WESTERN WILD GINGER Asarum caudatum
Asarum caudatum (British Columbia wild ginger, western wild ginger, or long-tailed wild ginger) is a native perennial of forests of North America (USA and Canada). It has evergreen foliage, with flowers that develop from March to August. The flowers are distinct, hirsute (hairy), cup-shaped, and brown-purple to green-yellow. The long rhizomes give rise to persistent reniform (kidney/heart shaped) leaves. Leaves are found in colonies or clusters as the rhizome spreads, forming mats. The leaves emit a ginger aroma when rubbed.
Caudatum comes from the Latin cauda meaning tail. This refers to the tail-like shape of the flower's calyx.
Asarum caudatum is found in British Columbia, Washington, Oregon, Northern California, Idaho, and Montana in moist, shaded environments. It is a typicaly found in the understory of mixed conifer forests, and is often a dominant plant.
Type: Hardy perennial
Hardiness zones: 6-9
Height: 20 cm, 8"
Location: Shade or part shade
Note: Ornamental use only. These plants or seeds may be poisonous.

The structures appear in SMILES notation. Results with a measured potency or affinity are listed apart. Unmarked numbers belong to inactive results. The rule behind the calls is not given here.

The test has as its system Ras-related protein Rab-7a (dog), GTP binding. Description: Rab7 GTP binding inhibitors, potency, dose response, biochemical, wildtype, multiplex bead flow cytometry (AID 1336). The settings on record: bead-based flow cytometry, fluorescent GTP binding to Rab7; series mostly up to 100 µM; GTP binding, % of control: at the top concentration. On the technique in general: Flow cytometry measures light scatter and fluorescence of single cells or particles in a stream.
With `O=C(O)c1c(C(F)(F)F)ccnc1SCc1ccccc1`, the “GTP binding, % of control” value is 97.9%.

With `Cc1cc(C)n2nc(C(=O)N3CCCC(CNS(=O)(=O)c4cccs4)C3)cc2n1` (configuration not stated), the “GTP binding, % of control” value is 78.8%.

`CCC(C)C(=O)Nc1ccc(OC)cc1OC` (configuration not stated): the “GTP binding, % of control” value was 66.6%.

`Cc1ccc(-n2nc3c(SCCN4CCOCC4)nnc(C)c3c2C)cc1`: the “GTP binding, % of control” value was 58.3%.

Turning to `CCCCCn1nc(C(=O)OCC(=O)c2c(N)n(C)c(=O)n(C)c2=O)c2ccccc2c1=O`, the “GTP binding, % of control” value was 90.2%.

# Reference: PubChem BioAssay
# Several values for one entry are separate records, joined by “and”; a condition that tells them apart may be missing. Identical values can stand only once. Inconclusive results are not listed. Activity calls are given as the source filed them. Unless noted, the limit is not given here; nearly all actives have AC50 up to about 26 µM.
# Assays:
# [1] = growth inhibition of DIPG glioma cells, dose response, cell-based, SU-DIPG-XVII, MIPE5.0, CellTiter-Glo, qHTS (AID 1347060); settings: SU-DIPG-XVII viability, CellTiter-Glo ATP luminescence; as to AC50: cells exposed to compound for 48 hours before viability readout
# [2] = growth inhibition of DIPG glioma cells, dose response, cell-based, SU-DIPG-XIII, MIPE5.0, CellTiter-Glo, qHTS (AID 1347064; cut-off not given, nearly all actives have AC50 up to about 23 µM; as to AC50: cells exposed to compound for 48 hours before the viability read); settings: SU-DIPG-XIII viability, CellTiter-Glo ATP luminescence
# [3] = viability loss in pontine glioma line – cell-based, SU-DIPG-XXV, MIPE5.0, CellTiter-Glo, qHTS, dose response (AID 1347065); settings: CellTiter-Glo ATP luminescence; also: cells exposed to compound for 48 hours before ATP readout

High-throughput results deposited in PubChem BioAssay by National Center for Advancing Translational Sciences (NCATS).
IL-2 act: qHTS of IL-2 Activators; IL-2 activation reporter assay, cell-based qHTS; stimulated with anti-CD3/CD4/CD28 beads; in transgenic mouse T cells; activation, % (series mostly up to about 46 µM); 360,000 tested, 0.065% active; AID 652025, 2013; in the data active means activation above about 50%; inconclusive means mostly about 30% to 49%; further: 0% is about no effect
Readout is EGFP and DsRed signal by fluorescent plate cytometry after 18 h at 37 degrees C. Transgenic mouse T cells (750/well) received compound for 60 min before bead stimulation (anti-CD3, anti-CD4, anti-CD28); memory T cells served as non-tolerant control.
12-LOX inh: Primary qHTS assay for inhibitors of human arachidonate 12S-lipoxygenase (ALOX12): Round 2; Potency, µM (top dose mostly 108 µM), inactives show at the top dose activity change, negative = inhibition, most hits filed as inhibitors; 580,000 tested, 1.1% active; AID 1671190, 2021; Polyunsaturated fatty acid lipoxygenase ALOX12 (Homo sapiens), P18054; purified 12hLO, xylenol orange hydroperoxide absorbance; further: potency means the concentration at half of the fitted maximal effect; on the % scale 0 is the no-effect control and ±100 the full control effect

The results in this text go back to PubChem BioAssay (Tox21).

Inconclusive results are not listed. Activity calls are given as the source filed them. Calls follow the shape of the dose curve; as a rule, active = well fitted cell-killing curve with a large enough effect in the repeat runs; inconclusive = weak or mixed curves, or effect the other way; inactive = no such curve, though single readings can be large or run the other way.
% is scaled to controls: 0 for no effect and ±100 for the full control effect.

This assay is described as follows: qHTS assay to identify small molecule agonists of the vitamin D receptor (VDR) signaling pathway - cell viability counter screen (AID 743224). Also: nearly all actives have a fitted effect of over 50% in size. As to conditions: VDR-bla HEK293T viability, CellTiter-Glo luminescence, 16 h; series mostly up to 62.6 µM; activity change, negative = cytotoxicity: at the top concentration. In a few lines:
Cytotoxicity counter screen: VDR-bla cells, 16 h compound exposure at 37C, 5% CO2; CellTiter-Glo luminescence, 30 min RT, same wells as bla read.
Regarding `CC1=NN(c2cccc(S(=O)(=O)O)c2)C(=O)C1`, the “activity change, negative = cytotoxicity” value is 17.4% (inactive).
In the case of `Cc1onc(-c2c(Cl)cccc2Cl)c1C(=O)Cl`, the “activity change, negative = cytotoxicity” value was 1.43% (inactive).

Germination: As with many perennial seeds, these seeds benefit from a period of moist cold to help them begin to grow. This is done by giving them a cold 'winter' period (natural or artificial), and then a warming to simulate 'spring', and time to grow! Here's how this can be done:
Obtain a planting container that has holes in the bottom for excess water to drain. Place the seeds just under the surface of your growing medium, and water. Place your container in a cold area (but not freezing, perhaps a refrigerator) for 4-6 weeks. Once the cold period is completed, place the container at room temperature for them to germinate. Be sure to keep the soil moist during this entire germination period. Seedlings will sprout a few weeks, or occasionally several months, after the warming period.
If you are planting your seeds in late winter or spring, these seeds can be planted outdoors while it is still cool out (once the ground is workable and unfrozen), to receive the cold period naturally in the garden.